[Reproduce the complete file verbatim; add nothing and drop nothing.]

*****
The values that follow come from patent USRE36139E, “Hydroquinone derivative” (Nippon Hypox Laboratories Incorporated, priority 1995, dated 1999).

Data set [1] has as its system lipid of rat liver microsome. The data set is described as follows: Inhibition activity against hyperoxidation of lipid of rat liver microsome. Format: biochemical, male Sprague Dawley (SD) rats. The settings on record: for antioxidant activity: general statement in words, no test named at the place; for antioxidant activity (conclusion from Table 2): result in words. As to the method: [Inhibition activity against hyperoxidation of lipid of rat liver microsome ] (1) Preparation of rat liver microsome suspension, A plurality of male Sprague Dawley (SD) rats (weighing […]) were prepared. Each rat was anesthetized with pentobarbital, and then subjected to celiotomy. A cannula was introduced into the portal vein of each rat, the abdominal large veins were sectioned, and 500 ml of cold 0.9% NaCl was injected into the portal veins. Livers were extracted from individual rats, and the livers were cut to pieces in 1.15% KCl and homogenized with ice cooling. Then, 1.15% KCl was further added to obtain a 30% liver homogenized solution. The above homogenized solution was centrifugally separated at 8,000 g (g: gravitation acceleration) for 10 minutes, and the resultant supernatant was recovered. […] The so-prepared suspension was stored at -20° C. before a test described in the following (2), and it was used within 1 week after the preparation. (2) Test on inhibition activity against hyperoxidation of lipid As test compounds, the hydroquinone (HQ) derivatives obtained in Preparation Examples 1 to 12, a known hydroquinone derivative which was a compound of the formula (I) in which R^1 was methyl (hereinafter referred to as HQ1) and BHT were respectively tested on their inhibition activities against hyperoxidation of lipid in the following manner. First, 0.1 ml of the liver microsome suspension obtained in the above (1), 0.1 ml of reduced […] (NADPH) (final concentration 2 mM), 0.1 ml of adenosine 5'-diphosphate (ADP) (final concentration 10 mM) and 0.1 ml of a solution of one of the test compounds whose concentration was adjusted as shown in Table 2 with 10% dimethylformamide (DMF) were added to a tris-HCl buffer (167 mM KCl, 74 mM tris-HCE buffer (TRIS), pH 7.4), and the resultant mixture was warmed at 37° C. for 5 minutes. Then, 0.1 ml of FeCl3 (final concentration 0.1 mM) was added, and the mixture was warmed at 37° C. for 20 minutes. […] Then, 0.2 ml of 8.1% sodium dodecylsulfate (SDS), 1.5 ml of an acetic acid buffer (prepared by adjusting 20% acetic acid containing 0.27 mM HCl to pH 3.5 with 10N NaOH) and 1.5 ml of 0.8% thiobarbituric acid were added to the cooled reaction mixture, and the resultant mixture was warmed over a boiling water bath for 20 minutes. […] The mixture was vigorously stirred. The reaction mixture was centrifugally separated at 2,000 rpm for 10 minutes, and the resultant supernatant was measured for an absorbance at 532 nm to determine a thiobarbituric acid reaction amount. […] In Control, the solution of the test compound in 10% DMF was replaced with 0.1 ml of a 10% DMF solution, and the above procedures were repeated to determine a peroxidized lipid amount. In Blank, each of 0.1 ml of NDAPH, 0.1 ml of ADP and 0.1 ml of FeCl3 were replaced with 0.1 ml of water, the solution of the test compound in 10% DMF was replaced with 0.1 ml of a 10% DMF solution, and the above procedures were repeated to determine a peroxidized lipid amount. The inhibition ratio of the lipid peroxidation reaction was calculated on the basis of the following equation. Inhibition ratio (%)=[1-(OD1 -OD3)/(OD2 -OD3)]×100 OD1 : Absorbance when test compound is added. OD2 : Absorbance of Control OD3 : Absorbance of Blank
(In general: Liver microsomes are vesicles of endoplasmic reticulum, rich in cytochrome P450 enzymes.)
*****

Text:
The values that follow come from patent USRE36139E, “Hydroquinone derivative” (Nippon Hypox Laboratories Incorporated, priority 1995, dated 1999).

Data set [1] has as its system lipid of rat liver microsome. The data set is described as follows: Inhibition activity against hyperoxidation of lipid of rat liver microsome. Format: biochemical, male Sprague Dawley (SD) rats. The settings on record: for antioxidant activity: general statement in words, no test named at the place; for antioxidant activity (conclusion from Table 2): result in words. As to the method: [Inhibition activity against hyperoxidation of lipid of rat liver microsome ] (1) Preparation of rat liver microsome suspension, A plurality of male Sprague Dawley (SD) rats (weighing […]) were prepared. Each rat was anesthetized with pentobarbital, and then subjected to celiotomy. A cannula was introduced into the portal vein of each rat, the abdominal large veins were sectioned, and 500 ml of cold 0.9% NaCl was injected into the portal veins. Livers were extracted from individual rats, and the livers were cut to pieces in 1.15% KCl and homogenized with ice cooling. Then, 1.15% KCl was further added to obtain a 30% liver homogenized solution. The above homogenized solution was centrifugally separated at 8,000 g (g: gravitation acceleration) for 10 minutes, and the resultant supernatant was recovered. […] The so-prepared suspension was stored at -20° C. before a test described in the following (2), and it was used within 1 week after the preparation. (2) Test on inhibition activity against hyperoxidation of lipid As test compounds, the hydroquinone (HQ) derivatives obtained in Preparation Examples 1 to 12, a known hydroquinone derivative which was a compound of the formula (I) in which R^1 was methyl (hereinafter referred to as HQ1) and BHT were respectively tested on their inhibition activities against hyperoxidation of lipid in the following manner. First, 0.1 ml of the liver microsome suspension obtained in the above (1), 0.1 ml of reduced […] (NADPH) (final concentration 2 mM), 0.1 ml of adenosine 5'-diphosphate (ADP) (final concentration 10 mM) and 0.1 ml of a solution of one of the test compounds whose concentration was adjusted as shown in Table 2 with 10% dimethylformamide (DMF) were added to a tris-HCl buffer (167 mM KCl, 74 mM tris-HCE buffer (TRIS), pH 7.4), and the resultant mixture was warmed at 37° C. for 5 minutes. Then, 0.1 ml of FeCl3 (final concentration 0.1 mM) was added, and the mixture was warmed at 37° C. for 20 minutes. […] Then, 0.2 ml of 8.1% sodium dodecylsulfate (SDS), 1.5 ml of an acetic acid buffer (prepared by adjusting 20% acetic acid containing 0.27 mM HCl to pH 3.5 with 10N NaOH) and 1.5 ml of 0.8% thiobarbituric acid were added to the cooled reaction mixture, and the resultant mixture was warmed over a boiling water bath for 20 minutes. […] The mixture was vigorously stirred. The reaction mixture was centrifugally separated at 2,000 rpm for 10 minutes, and the resultant supernatant was measured for an absorbance at 532 nm to determine a thiobarbituric acid reaction amount. […] In Control, the solution of the test compound in 10% DMF was replaced with 0.1 ml of a 10% DMF solution, and the above procedures were repeated to determine a peroxidized lipid amount. In Blank, each of 0.1 ml of NDAPH, 0.1 ml of ADP and 0.1 ml of FeCl3 were replaced with 0.1 ml of water, the solution of the test compound in 10% DMF was replaced with 0.1 ml of a 10% DMF solution, and the above procedures were repeated to determine a peroxidized lipid amount. The inhibition ratio of the lipid peroxidation reaction was calculated on the basis of the following equation. Inhibition ratio (%)=[1-(OD1 -OD3)/(OD2 -OD3)]×100 OD1 : Absorbance when test compound is added. OD2 : Absorbance of Control OD3 : Absorbance of Blank
(In general: Liver microsomes are vesicles of endoplasmic reticulum, rich in cytochrome P450 enzymes.)